"Just do it."
Moira Kelly's philosophy might sound familiar, but the humanitarian known for bringing Bangladeshi conjoined twins Trishna and Krishna to Australia for life-saving surgery in 2009, says she's been using the phrase for longer than Nike.
Now the motto is fuelling her latest cause: transforming 32,000 square metres of arid land in Gaza into a lush garden and she wants the Australian government to fund the project as a gift for Palestine.
The twins, now 7, live with Ms Kelly in her Melbourne home with her other adopted children brothers Ahmed, 23, and Emmanuel, 20, brought to Australia from Baghdad in 2000, Papa, 11, from Burma, and Mimosa, 16, from Albania.
Trishna is now at school but paperwork for Krishna to receive support for her special needs is still being finalised.
The twin's birth mother Lovely has been living with Ms Kelly for two years and the household grew again last year when her husband Katick arrived and the couple's son Matthew was born.
"Lovely helps with the other children… she cooks three nights a week, it's just like having two mums in the house," Ms Kelly said.
Although Ms Kelly has stepped back from her Children First Foundation to concentrate on caring for Krishna she still brings two or three children to Australia for medical treatment each year.
Currently she has her eyes set on a girl from Pakistan with feet oversized from elephantiasis and another from Gaza with a rare skin condition, both in urgent need of medical care.
Speaking after delivering the keynote address at a National Disability Insurance Scheme conference on Tuesday, Ms Kelly said the NDIS showed what a "lovely compassionate country" Australia had become in contrast to its treatment of refugees.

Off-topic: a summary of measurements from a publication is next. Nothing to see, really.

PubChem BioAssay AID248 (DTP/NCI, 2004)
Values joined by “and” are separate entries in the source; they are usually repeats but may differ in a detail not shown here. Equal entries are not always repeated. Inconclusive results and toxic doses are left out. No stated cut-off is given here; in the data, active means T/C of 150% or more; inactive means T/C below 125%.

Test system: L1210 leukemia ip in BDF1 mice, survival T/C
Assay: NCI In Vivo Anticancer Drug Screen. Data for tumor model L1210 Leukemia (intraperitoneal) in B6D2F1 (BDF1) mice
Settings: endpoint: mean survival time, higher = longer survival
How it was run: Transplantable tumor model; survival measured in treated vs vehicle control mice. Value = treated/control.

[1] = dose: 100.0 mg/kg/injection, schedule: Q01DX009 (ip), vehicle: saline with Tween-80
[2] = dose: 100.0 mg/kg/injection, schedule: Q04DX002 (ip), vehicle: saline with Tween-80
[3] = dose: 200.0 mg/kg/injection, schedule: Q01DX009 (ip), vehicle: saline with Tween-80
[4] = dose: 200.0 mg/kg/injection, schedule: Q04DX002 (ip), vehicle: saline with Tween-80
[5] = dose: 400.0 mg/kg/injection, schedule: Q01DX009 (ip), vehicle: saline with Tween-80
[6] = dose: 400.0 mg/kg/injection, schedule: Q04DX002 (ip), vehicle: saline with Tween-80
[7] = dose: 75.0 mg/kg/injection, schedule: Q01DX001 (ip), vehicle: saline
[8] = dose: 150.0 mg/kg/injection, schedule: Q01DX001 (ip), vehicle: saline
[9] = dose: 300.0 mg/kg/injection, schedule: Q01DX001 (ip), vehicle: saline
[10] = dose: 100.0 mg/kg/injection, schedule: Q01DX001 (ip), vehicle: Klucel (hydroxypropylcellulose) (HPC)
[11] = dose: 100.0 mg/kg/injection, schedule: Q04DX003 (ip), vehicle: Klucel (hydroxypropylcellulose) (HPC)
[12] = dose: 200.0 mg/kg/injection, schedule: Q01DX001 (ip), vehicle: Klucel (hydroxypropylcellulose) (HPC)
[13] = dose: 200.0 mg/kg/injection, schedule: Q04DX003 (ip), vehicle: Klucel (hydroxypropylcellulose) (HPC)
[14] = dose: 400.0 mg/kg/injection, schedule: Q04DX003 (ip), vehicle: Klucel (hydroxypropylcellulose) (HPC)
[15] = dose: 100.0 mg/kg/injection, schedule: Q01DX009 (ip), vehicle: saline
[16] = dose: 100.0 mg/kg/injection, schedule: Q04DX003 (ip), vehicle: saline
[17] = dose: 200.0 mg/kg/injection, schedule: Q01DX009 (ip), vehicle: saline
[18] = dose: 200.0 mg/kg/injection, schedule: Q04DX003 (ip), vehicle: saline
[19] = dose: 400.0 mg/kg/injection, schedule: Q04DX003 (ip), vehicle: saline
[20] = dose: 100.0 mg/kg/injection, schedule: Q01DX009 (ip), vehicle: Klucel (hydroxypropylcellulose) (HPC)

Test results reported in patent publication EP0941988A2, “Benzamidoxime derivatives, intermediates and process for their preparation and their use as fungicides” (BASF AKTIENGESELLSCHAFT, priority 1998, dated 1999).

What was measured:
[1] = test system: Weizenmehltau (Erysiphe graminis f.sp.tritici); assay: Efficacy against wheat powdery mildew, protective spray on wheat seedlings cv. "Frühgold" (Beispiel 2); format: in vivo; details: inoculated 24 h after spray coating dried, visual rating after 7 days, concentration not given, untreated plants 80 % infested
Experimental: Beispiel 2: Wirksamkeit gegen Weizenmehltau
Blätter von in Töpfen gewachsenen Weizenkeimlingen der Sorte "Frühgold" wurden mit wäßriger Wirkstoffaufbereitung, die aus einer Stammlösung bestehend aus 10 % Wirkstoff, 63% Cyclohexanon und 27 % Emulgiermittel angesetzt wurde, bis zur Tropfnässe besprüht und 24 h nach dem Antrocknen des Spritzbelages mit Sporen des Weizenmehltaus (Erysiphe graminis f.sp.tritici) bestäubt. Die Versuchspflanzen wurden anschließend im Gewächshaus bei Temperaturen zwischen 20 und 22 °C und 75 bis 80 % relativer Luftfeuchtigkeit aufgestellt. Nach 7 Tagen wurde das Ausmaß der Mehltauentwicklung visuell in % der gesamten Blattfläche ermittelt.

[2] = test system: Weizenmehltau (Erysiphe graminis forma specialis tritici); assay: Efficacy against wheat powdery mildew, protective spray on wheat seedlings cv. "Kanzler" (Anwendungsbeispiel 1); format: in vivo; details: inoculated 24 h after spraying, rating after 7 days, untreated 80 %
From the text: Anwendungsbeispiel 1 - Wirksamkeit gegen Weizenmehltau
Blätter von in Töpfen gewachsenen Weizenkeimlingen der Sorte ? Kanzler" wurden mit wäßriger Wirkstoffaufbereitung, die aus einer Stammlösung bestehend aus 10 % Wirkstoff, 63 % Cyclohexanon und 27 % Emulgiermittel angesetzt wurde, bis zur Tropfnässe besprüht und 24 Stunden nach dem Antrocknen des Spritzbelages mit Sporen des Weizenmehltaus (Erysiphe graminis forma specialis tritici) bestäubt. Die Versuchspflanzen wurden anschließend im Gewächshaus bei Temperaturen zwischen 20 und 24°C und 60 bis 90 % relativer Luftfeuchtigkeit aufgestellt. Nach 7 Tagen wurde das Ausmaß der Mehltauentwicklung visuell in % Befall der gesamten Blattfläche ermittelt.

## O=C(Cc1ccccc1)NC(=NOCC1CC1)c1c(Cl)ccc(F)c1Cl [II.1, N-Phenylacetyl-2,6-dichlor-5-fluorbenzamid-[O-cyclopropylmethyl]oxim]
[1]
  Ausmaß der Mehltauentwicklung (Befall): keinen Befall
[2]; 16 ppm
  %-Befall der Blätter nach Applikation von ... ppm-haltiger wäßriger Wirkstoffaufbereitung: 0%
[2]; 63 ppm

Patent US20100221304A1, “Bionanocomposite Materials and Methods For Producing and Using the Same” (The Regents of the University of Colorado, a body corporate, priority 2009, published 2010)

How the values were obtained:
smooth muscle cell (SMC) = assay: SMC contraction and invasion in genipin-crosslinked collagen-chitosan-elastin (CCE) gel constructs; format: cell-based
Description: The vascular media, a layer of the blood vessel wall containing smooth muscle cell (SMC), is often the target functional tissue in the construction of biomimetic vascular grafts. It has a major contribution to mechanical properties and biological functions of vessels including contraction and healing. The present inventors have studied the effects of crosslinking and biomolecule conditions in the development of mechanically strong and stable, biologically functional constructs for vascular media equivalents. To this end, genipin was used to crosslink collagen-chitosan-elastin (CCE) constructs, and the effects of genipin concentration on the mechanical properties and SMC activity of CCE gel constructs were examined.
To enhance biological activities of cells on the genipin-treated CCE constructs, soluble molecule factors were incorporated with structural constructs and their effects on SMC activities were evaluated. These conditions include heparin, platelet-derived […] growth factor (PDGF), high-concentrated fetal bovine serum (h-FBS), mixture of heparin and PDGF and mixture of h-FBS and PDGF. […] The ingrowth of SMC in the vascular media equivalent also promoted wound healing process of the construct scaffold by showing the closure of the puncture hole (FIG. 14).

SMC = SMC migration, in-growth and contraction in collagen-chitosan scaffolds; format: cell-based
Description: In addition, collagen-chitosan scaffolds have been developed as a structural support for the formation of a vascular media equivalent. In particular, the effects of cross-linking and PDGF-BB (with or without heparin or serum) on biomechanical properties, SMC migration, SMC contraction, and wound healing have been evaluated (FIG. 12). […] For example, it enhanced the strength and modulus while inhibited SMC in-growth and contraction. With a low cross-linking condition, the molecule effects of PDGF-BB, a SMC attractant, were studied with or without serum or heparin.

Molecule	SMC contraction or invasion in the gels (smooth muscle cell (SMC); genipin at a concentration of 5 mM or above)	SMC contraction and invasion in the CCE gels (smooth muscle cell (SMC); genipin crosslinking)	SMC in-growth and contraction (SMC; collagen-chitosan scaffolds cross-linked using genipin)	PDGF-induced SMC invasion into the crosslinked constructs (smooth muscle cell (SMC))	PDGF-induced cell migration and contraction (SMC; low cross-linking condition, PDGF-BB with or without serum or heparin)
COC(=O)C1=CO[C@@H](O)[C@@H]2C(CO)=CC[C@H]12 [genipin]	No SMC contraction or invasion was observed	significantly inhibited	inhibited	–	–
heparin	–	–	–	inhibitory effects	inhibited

"Our politicians don't have all the answers, I could go on about the refugee stuff… but I think sometimes we have to think like a human first," she said.
Last year, she began lobbying Australian politicians for the Gaza garden after being inspired on an earlier visit when she saw a lush green cemetery of Australian, New Zealand and British war graves carefully looked after for 90 years.
"It was the most beautiful place in Gaza… and I just though isn't it amazing you can do this for the dead and not the living," she said.
Palestinian authorities have put land aside for Ms Kelly's garden dream and with support from the Royal Botanic Gardens the Global Gardens of Peace foundation was formed in 2013.
Other nations have offered support but Ms Kelly wants the $10 million project, including a small desalination plant, to be a gift from Australia with no strings attached.
"I like to think of things as practical… not all this paperwork," she said.
"When it's morally right do it, don't talk about it too much."
Ms Kelly believes greenspace is just as important for children and families as hospitals and roads.
"It's something that's non-political… you can't even say how many people you're going to help with that," she said.
"These kids need somewhere safe to play."
To find out more about the Global Gardens of Peace visit www.globalgardensofpeace.org.
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